The trust only works if the child is trustworthy. The parent must have complete faith the trustee (normally the child) would make the funds available because the parent has no power to demand the money. This is no worse a position, though than if the parent gave the assets outright to the child. Whether the parent makes gifts to the child as an individual or to them as trustee of the trust, the result is the same. The parent intended to give the money away gave it away, and the child accepted it. This completes a gift that transfers title to someone else. The parent would have no power to demand back the funds if they gave it to their child as an individual. The parent also has no power to demand the money from the child as trustee.

We do not have to strip the parent of all control. To the contrary, we can give Mom or Dad meaningful influence and power. We include in the Medicaid trust the “power to say no.” We do this by requiring the trustee to give the parent notice whenever the trustee wishes to mortgage or sell any assets. The parent has the right, for 10 days, to stop the transaction. This does not violate any Medicaid rules that could somehow make the assets “available” for the parent and cause a loss of benefits. This gives the parent some influence over the situation. If the trustee wants to buy penny stocks or something else risky, the parent can say no. If the trustee wants to sell the house, the parent can say no. This power to maintain the status quo can provide some folks with enough comfort that they can proceed with the gifts. For other folks with more trust in their children, it adds assurance to make them feel more secure.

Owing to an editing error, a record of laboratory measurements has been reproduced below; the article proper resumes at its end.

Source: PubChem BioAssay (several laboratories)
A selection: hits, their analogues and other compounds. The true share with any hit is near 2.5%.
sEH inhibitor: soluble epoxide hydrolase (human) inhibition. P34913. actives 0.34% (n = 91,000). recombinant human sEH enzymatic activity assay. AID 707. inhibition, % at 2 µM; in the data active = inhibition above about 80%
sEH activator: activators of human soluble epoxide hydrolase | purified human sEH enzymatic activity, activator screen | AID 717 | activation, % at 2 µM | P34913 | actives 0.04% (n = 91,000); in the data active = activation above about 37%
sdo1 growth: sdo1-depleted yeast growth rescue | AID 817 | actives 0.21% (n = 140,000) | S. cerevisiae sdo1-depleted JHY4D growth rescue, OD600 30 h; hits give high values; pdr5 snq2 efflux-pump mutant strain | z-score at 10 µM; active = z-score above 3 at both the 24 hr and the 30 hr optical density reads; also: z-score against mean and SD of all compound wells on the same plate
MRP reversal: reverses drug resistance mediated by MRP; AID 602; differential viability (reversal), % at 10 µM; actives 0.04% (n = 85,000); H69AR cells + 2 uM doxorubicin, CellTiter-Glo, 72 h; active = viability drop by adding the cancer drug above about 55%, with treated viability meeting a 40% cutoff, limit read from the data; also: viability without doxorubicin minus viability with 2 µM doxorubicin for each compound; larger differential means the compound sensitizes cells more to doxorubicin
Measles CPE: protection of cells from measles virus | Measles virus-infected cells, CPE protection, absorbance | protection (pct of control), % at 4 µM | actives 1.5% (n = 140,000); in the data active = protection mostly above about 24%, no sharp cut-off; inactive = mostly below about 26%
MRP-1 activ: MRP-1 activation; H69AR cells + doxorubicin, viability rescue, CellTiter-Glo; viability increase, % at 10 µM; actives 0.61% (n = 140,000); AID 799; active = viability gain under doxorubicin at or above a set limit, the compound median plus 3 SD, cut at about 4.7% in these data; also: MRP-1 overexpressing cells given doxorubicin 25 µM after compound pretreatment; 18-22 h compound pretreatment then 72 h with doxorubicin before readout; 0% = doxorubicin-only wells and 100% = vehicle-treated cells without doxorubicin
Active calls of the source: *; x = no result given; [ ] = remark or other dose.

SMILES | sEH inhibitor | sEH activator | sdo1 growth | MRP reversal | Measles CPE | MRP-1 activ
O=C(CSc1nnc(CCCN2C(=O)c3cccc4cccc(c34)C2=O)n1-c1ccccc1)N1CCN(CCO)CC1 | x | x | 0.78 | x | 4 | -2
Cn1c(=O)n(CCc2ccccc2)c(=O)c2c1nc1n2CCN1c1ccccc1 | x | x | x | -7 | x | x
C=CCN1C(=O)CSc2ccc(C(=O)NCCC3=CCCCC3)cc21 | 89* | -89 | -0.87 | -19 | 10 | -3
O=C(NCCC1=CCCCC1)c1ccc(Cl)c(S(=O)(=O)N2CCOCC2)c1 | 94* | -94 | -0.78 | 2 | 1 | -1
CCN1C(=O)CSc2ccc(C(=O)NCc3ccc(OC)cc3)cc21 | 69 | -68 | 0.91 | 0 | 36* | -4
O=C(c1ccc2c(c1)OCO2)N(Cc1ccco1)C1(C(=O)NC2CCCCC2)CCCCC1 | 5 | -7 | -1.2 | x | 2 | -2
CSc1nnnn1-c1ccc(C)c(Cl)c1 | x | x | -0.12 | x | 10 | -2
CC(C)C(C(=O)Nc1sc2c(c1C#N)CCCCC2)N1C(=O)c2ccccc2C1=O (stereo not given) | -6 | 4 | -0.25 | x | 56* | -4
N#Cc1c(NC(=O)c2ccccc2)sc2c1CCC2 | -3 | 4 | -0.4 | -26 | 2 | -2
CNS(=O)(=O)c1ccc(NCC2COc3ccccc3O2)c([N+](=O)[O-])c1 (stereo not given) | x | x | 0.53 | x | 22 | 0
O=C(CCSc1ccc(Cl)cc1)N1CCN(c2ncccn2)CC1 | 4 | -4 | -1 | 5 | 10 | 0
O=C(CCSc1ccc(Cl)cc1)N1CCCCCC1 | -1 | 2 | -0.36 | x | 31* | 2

We also give the parent the ability to change the Trustee or the beneficiaries. However, they cannot name themselves in these roles.  The ability to change the beneficiaries causes the trust to be “intentionally defective” and makes it a grantor trust for IRS purposes. This means that the transfer of assets into the trust is not a completed gift for tax purposes.  This allows the beneficiaries to receive a stepped-up basis on any property owned by the trust at the time of the parent’s death.  It also allows for the use of the IRS Code §121 exclusion if the property is sold during the parents’ lifetime, thereby saving capital gains taxes upon the first $250,000 of gain upon the home’s sale (if a single parent) or up to $500,000 of gain if both parents are still alive.  This also allows the trust to run under the parents’ social security numbers so that a separate tax identification number is not necessary.  This means that no separate tax return will be necessary, and any taxable income is passed on to the parent(s).

For most Medicaid trusts, the child is the trustee and the parent (or parents) is the settlor. The parent transfers their assets into the trustee’s name. Normally the trustee and the other children have the right to income and principal while the parent is alive. If the parent needs money, then the trustee makes a distribution to themselves or siblings, then they make it available to the parent. When the parent dies, then the trust terminates and distributes the remaining assets to the beneficiaries the parent chose when they established the trust.